The federal government is taking aim at occupational safety and health violations from a different perspective: criminal prosecution. On December 17, 2015, a joint statement was issued by the US Department of Labor (DOL) and the US Department of Justice (DOJ) encouraging the agencies to work cooperatively to bring more safety scofflaws to justice, and to work on imposing criminal prison sentences well beyond those provided for under the Occupational Safety & Health Act of 1970 (OSH Act). A Memorandum of Understanding between the two agencies has been executed and a memo sent to 93 federal prosecuting attorneys informing them of the new protocols.
JUSTICE IN ACCOUNTABILITY
In announcing the new program, Deputy Attorney General Sally Quillian Yates states: “On an average day in America, 13 workers die on the job, thousands are injured, and 150 succumb to diseases they obtained from exposure to carcinogens and other toxic and hazardous substances while they worked. Given the troubling statistics on workplace deaths and injuries, the Department of Justice is redoubling its efforts to hold accountable those who unlawfully jeopardize workers’ health and safety.” Under the new plan, the attorneys in the DOJ’s Environment and Natural Resources Division will work with the DOL’s personnel at the Occupational Safety and Health Administration (OSHA), the Mine Safety and Health Administration (MSHA), and the Wage and Hour Division (which has jurisdiction over issues including situations where minors illegally work in hazardous industries while under age 18) to investigate and prosecute endangerment violations.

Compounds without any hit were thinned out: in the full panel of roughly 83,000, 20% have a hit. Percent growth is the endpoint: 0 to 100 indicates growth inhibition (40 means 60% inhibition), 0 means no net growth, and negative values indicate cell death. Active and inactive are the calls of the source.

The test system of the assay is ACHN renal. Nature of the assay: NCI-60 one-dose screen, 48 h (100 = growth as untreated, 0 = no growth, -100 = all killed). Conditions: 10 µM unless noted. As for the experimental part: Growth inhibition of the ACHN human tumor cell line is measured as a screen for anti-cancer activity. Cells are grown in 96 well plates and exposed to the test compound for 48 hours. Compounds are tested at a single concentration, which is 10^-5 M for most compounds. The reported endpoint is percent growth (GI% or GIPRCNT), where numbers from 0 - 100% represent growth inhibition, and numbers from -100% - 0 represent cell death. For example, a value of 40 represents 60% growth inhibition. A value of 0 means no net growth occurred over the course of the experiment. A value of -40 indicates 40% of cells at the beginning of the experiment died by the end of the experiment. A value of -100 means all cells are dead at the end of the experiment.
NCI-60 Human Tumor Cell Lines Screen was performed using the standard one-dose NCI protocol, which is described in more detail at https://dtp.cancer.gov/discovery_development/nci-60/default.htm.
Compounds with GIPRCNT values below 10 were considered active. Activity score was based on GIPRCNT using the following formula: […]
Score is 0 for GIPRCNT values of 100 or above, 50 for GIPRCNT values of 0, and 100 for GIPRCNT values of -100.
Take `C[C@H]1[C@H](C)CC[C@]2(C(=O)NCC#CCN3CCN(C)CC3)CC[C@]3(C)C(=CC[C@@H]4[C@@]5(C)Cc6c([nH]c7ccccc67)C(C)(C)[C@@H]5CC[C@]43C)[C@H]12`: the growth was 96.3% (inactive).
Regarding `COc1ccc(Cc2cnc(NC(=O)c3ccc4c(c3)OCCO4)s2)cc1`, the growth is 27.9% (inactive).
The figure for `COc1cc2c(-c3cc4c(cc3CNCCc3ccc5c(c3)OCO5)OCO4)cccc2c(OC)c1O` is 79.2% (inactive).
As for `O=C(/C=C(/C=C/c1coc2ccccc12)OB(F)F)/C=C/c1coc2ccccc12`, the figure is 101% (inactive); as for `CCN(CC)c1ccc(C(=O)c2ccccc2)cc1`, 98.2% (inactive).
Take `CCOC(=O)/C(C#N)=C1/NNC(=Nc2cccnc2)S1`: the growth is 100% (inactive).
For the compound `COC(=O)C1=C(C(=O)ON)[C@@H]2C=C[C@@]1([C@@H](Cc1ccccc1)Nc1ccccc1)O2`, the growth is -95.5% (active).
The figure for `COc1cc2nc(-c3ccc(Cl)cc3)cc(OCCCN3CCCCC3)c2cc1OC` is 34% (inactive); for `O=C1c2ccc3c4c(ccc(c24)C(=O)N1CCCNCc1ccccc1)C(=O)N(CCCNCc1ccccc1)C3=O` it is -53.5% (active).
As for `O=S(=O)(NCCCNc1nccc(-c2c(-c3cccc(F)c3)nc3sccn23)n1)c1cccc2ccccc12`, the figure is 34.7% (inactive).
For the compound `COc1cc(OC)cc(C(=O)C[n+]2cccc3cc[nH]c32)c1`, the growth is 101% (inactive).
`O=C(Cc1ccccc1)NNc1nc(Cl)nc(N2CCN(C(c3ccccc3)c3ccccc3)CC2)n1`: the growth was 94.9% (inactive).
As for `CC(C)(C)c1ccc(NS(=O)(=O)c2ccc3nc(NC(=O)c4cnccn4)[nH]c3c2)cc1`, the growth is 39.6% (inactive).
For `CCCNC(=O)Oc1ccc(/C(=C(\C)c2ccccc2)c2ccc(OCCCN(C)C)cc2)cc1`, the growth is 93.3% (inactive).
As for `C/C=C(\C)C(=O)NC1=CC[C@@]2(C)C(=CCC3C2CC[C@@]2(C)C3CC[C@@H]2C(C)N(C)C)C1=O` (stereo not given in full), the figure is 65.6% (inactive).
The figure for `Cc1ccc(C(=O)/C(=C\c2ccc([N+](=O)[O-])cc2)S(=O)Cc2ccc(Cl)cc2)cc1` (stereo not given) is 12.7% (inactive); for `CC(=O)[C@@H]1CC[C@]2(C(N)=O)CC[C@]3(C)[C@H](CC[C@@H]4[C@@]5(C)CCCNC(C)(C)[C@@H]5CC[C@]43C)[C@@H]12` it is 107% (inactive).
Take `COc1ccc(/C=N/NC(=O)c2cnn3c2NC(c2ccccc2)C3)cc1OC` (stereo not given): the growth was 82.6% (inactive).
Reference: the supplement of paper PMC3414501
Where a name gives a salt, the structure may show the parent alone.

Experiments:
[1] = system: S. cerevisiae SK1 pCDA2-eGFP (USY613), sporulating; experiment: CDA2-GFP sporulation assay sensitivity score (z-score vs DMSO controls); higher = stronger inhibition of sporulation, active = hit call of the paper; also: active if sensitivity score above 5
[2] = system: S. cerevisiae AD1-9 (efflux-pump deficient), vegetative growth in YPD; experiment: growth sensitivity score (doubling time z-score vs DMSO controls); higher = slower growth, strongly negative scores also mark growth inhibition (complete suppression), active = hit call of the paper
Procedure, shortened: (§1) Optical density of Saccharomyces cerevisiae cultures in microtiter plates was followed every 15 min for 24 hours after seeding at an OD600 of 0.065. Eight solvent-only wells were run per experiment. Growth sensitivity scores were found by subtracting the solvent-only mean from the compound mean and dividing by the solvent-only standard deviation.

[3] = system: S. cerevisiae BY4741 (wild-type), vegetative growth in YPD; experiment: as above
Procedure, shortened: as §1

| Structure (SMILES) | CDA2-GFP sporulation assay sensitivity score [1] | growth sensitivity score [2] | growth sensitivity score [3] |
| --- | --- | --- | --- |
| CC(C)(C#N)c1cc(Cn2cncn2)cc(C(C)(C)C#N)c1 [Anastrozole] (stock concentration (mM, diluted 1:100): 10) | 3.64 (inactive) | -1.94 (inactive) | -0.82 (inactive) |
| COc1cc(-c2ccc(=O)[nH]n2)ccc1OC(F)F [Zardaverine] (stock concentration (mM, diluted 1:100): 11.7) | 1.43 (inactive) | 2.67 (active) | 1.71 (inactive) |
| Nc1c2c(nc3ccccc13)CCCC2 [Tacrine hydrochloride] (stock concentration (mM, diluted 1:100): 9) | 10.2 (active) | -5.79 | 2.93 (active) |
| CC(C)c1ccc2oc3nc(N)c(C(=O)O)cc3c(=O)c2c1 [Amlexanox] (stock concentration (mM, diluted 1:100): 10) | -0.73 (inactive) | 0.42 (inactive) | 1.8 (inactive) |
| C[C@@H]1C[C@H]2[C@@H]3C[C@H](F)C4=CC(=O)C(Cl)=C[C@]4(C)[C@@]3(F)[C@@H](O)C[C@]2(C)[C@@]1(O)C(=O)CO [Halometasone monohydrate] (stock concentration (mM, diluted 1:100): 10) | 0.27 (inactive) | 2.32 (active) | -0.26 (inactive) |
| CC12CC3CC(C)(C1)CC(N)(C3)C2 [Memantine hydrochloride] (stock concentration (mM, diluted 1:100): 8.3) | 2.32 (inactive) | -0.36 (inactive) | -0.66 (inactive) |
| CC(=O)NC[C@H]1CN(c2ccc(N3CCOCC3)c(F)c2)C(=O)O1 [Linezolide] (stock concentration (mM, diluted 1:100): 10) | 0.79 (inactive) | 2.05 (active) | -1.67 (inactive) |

It’s not news that you can end up doing prison time for violations of OSHA safety or health standards. The OSH Act provides criminal sanctions for three types of conduct that impact worker safety: (1) willfully violating a specific standard, and thus causing the death of an employee (there can be no criminal prosecutions, however, for violations of the OSH Act “General Duty Clause” that result in death); (2) giving advance notice of OSHA inspection activity (e.g., by calling inside a facility to give notice while holding inspectors outside, so that safety infractions can be remediated before discovery); and (3) falsification of documents filed or required to be maintained under the OSH Act.
The problem, which is what has led to the new enforcement initiative, is that DOJ typically refrained from prosecuting most cases eligible for criminal sanctions because, under current law, the maximum penalty has been criminal conviction of a misdemeanor, punishable by a fine of no more than $10,000 for a first offense and/or imprisonment of no more than 6 months.
The “Protecting America’s Workers Act” (HR 2090 & S 1112), which was introduced in early 2015, would strengthen OSHA’s ability to criminally prosecute violations by increasing potential monetary criminal penalties, expanding the consequences of “knowing” violations (a lesser standard than “willful”) that result in death to a maximum sentence of 10 years in prison, and adding the ability to prosecute non-fatal injury cases by imposing up to 5 years in prison for knowing violations that result in serious physical harm. However, that legislation—which was also introduced in previous sessions of Congress under different bill numbers—lays dormant and has little chance of enactment while the Republicans continue to control the legislative agenda. Groups including the National Association of Manufacturers and the US Chamber of Commerce have been vocal in their opposition to the “PAW Act” and the expansion of criminal sanctions.